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It's Time for Canada's Women to Lead in STEM Fields

12/13/2014 12:06 EST | Updated 02/12/2015 05:59 EST
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Depending on who you ask, women who want to work in technology industry face significant obstacles or emerging opportunities. According to the latest study done by Statistics Canada,Education in Canada: Attainment, Field of Study and Location of Study, young women aged 25 to 34 held a larger share of university degrees (59.1 per cent), compared with 47.3 per cent among the older age group of 55 to 64, yet almost eight in 10 Registered Apprenticeship certificates were held by men. Canadian women still have a big part to play in terms of opportunities, particularly in the fields of Science Technology Engineering and Math, commonly known as STEM fields.

In order to change the gender gap in all professions, careers in STEM in particular need to be a matter of choice and not based on the ability which was historically classified by gender. It is through 21st Century learning, which incorporates critical thinking and hands on education, that our young women need to be exposed to in order to realize options available to their future careers. It is through encouraging girls and young women to test ideas and realize not only the challenges but also the opportunities STEM fields offer in order to be innovative in these fields.

How are we going to see such changes take place in Canada? We know about Sheryl Sandberg's Lean In movement which started with a book discussing women's roles in society, at work and at home, while encouraging them to go for the opportunities available to them. This was a great start for all of us who are working hard for gender equality. Not sure about you, but as a Canadian woman I am always looking for successful Canadian women to look up to and I was thrilled to hear about how Twitter hired a woman who in the past had proven her ability to rise above challenges during her career in the media.

Kirstine Stewart has proven once again that it is Our Turn as women to reclaim success in careers which are traditionally expected to be lead by men. Starting as the head of Twitter Canada and now Twitter's VP of North American Media, I am hopeful that more women will become positive role models for the next generation to come.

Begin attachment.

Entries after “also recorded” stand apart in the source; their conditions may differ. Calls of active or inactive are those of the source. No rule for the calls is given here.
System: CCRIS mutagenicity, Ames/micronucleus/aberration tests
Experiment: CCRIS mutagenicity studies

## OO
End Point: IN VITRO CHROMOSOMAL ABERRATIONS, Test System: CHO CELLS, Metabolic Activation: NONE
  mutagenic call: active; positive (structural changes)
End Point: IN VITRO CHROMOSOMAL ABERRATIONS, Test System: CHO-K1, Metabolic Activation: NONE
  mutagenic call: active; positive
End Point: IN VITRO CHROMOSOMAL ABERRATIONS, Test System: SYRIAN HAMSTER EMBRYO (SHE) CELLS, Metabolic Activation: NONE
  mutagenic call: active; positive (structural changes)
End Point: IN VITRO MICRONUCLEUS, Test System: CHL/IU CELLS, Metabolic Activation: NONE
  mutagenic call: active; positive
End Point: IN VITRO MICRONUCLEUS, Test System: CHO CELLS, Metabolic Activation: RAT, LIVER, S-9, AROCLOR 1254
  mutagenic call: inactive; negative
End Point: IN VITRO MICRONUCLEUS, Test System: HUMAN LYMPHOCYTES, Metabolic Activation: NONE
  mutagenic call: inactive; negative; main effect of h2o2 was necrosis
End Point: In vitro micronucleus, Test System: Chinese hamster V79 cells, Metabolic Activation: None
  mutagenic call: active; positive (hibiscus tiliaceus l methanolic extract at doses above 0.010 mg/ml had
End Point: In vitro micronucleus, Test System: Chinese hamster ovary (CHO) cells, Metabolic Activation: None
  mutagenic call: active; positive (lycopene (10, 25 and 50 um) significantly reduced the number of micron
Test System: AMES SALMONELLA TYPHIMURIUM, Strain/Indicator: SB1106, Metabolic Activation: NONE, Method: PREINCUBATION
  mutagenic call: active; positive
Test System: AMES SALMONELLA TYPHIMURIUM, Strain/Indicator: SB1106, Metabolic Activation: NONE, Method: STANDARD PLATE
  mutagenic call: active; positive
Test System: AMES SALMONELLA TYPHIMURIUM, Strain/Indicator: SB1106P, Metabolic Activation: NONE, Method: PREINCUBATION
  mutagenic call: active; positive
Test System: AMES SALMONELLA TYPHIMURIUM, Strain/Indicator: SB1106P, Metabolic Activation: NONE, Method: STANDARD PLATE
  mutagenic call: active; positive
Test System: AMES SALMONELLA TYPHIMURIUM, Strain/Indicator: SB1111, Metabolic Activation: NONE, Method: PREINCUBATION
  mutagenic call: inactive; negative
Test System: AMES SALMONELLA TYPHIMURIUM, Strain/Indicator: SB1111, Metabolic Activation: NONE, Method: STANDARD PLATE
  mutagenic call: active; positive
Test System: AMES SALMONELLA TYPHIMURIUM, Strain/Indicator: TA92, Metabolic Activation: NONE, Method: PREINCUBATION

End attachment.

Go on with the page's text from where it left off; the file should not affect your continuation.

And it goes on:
As part of my job to raise awareness about young women's education in STEM while promoting stakeholder's involvement in the support of STEM education in Canada, I get to sit down and discuss topics such as best practices and opportunities available to girls and young women in STEM.

As the leader for Canadian women in Technology, Kirstine Stewart confirmed that parents need to encourage girls by removing barriers so that women do have the opportunity to stand up and take their turn to leadership. Additionally, the education system needs to get beyond the traditional way of teaching and introduce technology in the classrooms.

Furthermore, we women who are already involved in STEM fields need to lead by example and stand up by living what we do. Allowing ourselves to let go of inhibition we will naturally help other people more. This is true for being able to lead by example so that the future generation of women in STEM can see that this is their turn to lead. Young women, who have a vast interest in STEM, getting involved in programs and classes which will open up opportunities later on in life is a great way to give themselves the edge to new possibilities.

Should the conversation keep going while encouraging young women to lead, we will be looking forward to a more collaborative form of leadership. The key message from this when discussing the upcoming book, Our Turn, which Kirstine Stewart is planning on publishing next year, is for young women to realize that it doesn't matter where they are in their life, when they have got something to contribute, to just do it.

And it is by contributing that they will get something back in return (success) and that will lead them to a path where they get to choose (their career) and not let someone else chose it for them.

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